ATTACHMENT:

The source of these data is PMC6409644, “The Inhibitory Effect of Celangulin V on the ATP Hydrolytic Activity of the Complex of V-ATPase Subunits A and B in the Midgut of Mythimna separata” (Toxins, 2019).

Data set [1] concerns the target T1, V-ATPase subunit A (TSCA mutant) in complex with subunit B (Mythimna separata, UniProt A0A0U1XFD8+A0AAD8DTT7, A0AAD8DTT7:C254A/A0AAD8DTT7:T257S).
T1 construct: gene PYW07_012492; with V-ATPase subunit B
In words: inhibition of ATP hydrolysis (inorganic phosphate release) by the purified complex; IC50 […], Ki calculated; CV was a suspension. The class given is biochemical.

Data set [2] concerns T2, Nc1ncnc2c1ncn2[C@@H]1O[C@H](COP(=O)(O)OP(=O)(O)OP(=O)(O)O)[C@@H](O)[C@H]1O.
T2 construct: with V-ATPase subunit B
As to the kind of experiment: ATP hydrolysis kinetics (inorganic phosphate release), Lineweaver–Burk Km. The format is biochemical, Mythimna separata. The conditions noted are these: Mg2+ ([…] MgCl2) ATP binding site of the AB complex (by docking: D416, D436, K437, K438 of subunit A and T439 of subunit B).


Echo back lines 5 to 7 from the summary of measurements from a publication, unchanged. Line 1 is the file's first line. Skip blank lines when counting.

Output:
Data set [2] concerns T2, Nc1ncnc2c1ncn2[C@@H]1O[C@H](COP(=O)(O)OP(=O)(O)OP(=O)(O)O)[C@@H](O)[C@H]1O.
T2 construct: with V-ATPase subunit B
As to the kind of experiment: ATP hydrolysis kinetics (inorganic phosphate release), Lineweaver–Burk Km. The format is biochemical, Mythimna separata. The conditions noted are these: Mg2+ ([…] MgCl2) ATP binding site of the AB complex (by docking: D416, D436, K437, K438 of subunit A and T439 of subunit B).